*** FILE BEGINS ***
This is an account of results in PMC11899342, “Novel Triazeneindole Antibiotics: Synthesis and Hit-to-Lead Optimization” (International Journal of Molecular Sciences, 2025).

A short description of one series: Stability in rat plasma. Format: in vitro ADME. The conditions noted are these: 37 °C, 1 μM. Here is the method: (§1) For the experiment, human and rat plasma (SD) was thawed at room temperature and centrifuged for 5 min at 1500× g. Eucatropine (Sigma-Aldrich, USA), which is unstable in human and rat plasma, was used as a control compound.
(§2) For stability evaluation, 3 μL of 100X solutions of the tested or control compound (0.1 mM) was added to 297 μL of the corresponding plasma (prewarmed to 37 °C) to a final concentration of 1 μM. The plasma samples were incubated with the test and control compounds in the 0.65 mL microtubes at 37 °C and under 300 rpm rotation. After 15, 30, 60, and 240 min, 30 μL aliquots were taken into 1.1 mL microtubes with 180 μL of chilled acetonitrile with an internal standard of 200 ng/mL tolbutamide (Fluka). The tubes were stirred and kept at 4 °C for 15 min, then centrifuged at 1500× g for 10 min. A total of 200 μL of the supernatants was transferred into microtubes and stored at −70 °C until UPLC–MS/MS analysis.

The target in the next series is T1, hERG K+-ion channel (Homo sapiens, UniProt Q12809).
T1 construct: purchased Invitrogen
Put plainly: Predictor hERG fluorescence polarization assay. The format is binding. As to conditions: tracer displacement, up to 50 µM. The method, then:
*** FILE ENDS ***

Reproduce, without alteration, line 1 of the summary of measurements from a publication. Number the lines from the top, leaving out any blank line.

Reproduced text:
This is an account of results in PMC11899342, “Novel Triazeneindole Antibiotics: Synthesis and Hit-to-Lead Optimization” (International Journal of Molecular Sciences, 2025).